The NEBA moderators said that while employee salaries are going up, money dedicated to infrastructure is “suspiciously” going down. Williams-Ridley countered that the city’s infrastructure is in such a state of disrepair that no amount taken from the salaries would be enough to make a dent.

NEBA President Isabelle Gaston also asked Williams-Ridley about the city’s plan to address what many residents perceive as a growth in Berkeley’s homeless population.

“Our budget contributes millions of dollars — $8-$12 million is a ballpark figure when you take into account police services and fire services,” the interim city manager said. “Just think of what we could do with that number if we were looking at housing.”

She said she was unable to comment on potential policy, but said near-term possibilities currently in discussion are storage facilities and more public bathrooms. “But that’s only displacing it, it’s not the solution,” she said.

For about an hour, Williams-Ridley fielded questions from the audience of about 50 people.

The president of LeConte Neighborhood Association said many merchants are ending their leases due to ongoing incremental minimum wage hikes that they cannot sustain. He asked for more time for input from merchants before the Nov. 10 vote on the proposed minimum wage hike to $19 an hour. Williams-Ridley again said she does not handle policy but has asked the city to conduct further analysis of the effects of the wage on local businesses.

In September the Berkeley Chamber of Commerce met with local merchants to discuss a proposed $19 minimum wage. Photo: Emilie Raguso

A UC Berkeley student asked about the NAACP’s demand, based on research that the group contends shows Berkeley police stop and search people of color more frequently, that the city establish a department focused on race and equity.

“From a leadership perspective, I don’t know that I need a whole department,” Williams-Ridley said. “But we need a citywide emphasis. Internally, we each have a lot of work to do.” She said people of color on city staff disproportionately occupy lower level positions, which demands a look at how well the city is preparing or recruiting employees.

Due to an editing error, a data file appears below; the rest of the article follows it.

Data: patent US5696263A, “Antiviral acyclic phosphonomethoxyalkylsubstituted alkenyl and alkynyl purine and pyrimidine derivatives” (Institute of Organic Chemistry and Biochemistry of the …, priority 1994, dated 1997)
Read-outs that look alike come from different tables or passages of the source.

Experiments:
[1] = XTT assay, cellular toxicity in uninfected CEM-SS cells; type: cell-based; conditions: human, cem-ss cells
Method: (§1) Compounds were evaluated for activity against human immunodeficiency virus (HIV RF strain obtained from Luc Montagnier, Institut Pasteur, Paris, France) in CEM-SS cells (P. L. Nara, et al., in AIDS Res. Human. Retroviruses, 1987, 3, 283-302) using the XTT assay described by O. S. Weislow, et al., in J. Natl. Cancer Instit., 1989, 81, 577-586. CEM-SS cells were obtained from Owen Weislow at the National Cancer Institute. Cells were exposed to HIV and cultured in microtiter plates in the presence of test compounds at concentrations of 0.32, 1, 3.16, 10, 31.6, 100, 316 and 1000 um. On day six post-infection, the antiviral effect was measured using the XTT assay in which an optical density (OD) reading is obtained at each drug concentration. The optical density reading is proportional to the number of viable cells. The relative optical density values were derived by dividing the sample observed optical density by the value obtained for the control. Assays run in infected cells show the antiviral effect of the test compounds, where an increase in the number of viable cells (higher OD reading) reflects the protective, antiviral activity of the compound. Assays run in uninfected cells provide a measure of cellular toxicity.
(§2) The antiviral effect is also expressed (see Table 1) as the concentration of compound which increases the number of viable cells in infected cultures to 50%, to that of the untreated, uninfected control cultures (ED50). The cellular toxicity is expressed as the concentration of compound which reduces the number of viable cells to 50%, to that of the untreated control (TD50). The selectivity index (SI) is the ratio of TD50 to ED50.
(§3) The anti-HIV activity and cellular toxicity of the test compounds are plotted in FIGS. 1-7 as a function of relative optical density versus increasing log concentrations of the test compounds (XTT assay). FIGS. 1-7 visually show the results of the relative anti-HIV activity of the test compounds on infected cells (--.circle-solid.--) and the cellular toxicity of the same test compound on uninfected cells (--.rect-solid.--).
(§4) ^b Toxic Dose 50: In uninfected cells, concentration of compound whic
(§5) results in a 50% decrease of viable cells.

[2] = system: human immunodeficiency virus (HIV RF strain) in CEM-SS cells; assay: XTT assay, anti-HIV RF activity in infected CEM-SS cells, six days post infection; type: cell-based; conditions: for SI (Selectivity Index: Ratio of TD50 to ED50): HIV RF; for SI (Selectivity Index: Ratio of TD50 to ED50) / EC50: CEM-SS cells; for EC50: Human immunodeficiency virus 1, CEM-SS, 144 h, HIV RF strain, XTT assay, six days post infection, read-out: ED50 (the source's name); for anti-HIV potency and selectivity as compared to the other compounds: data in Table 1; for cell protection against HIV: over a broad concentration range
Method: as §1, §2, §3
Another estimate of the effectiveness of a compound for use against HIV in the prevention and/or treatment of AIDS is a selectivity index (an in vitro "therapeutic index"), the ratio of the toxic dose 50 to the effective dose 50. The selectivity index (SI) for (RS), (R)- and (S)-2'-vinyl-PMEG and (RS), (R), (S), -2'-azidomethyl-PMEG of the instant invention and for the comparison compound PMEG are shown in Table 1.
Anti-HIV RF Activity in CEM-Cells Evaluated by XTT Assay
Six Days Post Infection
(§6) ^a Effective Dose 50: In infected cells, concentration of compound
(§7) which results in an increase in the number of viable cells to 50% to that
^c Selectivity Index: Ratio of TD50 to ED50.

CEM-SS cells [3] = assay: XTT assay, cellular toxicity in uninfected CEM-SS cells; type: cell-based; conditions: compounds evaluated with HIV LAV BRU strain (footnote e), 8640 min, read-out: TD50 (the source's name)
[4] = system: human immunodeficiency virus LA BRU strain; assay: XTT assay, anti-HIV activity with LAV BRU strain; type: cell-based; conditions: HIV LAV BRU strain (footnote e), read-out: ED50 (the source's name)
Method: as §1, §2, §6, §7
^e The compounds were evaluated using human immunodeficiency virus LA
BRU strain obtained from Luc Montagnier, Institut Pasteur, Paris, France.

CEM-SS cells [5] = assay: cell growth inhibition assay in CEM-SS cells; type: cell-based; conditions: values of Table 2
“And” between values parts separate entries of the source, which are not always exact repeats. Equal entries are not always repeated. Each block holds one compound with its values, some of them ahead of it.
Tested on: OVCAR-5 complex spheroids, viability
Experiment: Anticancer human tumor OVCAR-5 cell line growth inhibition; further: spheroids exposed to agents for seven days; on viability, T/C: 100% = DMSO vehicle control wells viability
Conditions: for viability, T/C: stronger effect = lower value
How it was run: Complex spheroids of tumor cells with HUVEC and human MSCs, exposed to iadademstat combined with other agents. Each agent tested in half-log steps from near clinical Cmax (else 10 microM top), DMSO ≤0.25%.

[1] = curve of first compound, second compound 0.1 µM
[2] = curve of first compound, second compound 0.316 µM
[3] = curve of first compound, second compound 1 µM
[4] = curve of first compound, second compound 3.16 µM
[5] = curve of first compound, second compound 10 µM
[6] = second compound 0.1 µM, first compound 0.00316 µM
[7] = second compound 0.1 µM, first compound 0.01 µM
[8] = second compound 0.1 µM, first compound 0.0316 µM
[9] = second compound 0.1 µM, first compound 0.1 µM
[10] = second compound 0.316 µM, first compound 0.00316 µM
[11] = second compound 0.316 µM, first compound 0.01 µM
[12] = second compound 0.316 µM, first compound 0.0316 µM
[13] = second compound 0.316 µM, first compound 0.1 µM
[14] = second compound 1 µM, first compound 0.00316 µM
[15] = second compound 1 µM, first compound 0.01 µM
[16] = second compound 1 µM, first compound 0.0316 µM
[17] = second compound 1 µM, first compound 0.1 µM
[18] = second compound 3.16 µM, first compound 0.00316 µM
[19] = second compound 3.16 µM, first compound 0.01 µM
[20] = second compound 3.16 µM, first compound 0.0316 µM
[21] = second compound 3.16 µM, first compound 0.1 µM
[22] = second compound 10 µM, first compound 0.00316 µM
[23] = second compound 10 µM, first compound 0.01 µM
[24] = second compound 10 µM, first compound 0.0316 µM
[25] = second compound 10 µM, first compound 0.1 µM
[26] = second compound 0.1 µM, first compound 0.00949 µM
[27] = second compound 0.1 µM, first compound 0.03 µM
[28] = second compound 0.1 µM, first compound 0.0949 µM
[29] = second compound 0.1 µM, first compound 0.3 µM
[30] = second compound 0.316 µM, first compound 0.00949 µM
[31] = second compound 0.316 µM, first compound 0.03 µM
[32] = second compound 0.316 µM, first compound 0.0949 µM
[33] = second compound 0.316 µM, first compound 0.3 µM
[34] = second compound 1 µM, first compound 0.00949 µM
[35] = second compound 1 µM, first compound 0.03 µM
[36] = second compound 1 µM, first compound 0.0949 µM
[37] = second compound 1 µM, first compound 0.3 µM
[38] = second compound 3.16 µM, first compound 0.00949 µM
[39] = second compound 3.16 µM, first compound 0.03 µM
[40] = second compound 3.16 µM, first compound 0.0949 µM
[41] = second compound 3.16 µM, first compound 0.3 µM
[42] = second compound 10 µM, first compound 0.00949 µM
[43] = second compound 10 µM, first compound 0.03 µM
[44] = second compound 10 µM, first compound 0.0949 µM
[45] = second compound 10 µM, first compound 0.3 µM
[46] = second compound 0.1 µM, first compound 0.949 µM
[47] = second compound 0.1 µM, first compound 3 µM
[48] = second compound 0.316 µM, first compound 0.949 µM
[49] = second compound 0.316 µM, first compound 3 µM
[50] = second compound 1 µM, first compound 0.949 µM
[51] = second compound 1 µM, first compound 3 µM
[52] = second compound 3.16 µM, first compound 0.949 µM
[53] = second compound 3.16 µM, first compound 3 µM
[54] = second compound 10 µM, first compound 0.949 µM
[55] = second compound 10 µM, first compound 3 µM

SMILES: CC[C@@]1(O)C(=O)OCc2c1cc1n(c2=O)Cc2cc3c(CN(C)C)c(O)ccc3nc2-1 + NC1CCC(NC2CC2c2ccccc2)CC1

Among Williams-Ridley’s first priorities is the creation of a “strategic plan” for council, which would identify the city’s “high level goals.” When she arrived in Berkeley, she was surprised by the sheer number of agenda items and city programs, and found the process to be “all over the place.” Her plan would help with efficiency and performance evaluations, she said.

There was also talk during the forum of a future citywide survey that would have residents identify their biggest issues.

After the meeting, several attendees said they were impressed with Williams-Ridley’s receptive style.

Reflecting on the evening, the interim city manager said she was surprised by the attendees’ deep level of engagement with the issues.

“They want to be in the trenches,” she said. “How we do that, I don’t know. Right now I’m trying to get them at a higher level, and let the experts that are working on these things work on them. But I think it’s good to get the input.”

Berkeley city council to consider $19 minimum wage (09.14.15)
Berkeley mayor nominates interim city manager (07.02.15)
Op-ed: City manager’s departure is big blow to Berkeley (06.29.15)
City Manager Christine Daniel to leave Berkeley for Oakland (06.02.15)
Dee Williams-Ridley named Berkeley’s deputy city manager (01.09.15)

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Natalie Orenstein

Natalie Orenstein reports on housing and homelessness for The Oaklandside. Natalie was a Berkeleyside staff reporter from early 2017 to May 2020. She had previously contributed to the site since 2012,...